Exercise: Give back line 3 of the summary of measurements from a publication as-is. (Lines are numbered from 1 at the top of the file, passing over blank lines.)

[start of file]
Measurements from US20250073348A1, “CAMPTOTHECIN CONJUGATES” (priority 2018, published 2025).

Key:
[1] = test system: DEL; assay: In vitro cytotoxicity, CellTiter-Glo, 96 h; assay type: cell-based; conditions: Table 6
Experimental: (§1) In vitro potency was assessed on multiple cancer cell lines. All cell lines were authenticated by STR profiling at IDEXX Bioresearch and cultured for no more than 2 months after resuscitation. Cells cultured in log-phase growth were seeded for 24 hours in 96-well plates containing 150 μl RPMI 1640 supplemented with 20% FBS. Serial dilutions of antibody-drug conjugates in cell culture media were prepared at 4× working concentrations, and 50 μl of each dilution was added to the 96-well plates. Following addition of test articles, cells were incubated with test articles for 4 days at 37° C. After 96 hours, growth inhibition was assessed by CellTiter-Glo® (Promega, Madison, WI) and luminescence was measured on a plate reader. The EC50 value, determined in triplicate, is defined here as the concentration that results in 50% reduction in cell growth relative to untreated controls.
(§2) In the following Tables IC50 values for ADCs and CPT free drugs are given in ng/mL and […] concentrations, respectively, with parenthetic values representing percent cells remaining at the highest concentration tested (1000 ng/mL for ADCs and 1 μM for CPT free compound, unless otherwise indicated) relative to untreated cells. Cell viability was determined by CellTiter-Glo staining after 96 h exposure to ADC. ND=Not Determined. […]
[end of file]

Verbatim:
[1] = test system: DEL; assay: In vitro cytotoxicity, CellTiter-Glo, 96 h; assay type: cell-based; conditions: Table 6